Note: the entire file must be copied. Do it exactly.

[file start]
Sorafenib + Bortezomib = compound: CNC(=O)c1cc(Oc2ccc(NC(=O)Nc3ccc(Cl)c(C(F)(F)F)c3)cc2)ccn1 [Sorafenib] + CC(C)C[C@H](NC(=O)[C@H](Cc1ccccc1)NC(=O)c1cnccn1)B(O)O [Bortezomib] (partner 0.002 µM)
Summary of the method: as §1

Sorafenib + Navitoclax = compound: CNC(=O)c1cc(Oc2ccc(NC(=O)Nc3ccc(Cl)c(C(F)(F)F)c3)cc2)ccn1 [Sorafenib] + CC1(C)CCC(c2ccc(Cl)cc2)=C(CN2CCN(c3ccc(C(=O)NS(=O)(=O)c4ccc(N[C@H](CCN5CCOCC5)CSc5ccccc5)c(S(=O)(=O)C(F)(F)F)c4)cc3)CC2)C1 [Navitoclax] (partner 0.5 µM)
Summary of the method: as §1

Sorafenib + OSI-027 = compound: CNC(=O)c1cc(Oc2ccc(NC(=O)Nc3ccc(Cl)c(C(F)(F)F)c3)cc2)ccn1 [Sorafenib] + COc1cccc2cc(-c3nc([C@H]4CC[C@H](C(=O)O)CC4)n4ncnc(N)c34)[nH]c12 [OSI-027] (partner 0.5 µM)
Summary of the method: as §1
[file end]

Sorafenib + Bortezomib = compound: CNC(=O)c1cc(Oc2ccc(NC(=O)Nc3ccc(Cl)c(C(F)(F)F)c3)cc2)ccn1 [Sorafenib] + CC(C)C[C@H](NC(=O)[C@H](Cc1ccccc1)NC(=O)c1cnccn1)B(O)O [Bortezomib] (partner 0.002 µM)
Summary of the method: as §1

Sorafenib + Navitoclax = compound: CNC(=O)c1cc(Oc2ccc(NC(=O)Nc3ccc(Cl)c(C(F)(F)F)c3)cc2)ccn1 [Sorafenib] + CC1(C)CCC(c2ccc(Cl)cc2)=C(CN2CCN(c3ccc(C(=O)NS(=O)(=O)c4ccc(N[C@H](CCN5CCOCC5)CSc5ccccc5)c(S(=O)(=O)C(F)(F)F)c4)cc3)CC2)C1 [Navitoclax] (partner 0.5 µM)
Summary of the method: as §1

Sorafenib + OSI-027 = compound: CNC(=O)c1cc(Oc2ccc(NC(=O)Nc3ccc(Cl)c(C(F)(F)F)c3)cc2)ccn1 [Sorafenib] + COc1cccc2cc(-c3nc([C@H]4CC[C@H](C(=O)O)CC4)n4ncnc(N)c34)[nH]c12 [OSI-027] (partner 0.5 µM)
Summary of the method: as §1